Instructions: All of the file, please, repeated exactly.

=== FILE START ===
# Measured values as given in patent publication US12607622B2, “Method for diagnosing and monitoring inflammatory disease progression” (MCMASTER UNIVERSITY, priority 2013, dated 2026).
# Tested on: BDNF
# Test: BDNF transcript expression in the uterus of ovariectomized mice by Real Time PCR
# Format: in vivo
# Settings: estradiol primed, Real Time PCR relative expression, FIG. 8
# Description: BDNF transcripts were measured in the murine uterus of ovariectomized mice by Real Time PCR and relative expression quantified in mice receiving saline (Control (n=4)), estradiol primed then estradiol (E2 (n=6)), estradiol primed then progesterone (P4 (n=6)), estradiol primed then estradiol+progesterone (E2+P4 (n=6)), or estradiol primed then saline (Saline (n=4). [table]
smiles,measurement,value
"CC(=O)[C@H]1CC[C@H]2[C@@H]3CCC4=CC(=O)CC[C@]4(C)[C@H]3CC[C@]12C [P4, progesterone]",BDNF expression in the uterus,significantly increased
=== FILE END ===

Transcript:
# Measured values as given in patent publication US12607622B2, “Method for diagnosing and monitoring inflammatory disease progression” (MCMASTER UNIVERSITY, priority 2013, dated 2026).
# Tested on: BDNF
# Test: BDNF transcript expression in the uterus of ovariectomized mice by Real Time PCR
# Format: in vivo
# Settings: estradiol primed, Real Time PCR relative expression, FIG. 8
# Description: BDNF transcripts were measured in the murine uterus of ovariectomized mice by Real Time PCR and relative expression quantified in mice receiving saline (Control (n=4)), estradiol primed then estradiol (E2 (n=6)), estradiol primed then progesterone (P4 (n=6)), estradiol primed then estradiol+progesterone (E2+P4 (n=6)), or estradiol primed then saline (Saline (n=4). [table]
smiles,measurement,value
"CC(=O)[C@H]1CC[C@H]2[C@@H]3CCC4=CC(=O)CC[C@]4(C)[C@H]3CC[C@]12C [P4, progesterone]",BDNF expression in the uterus,significantly increased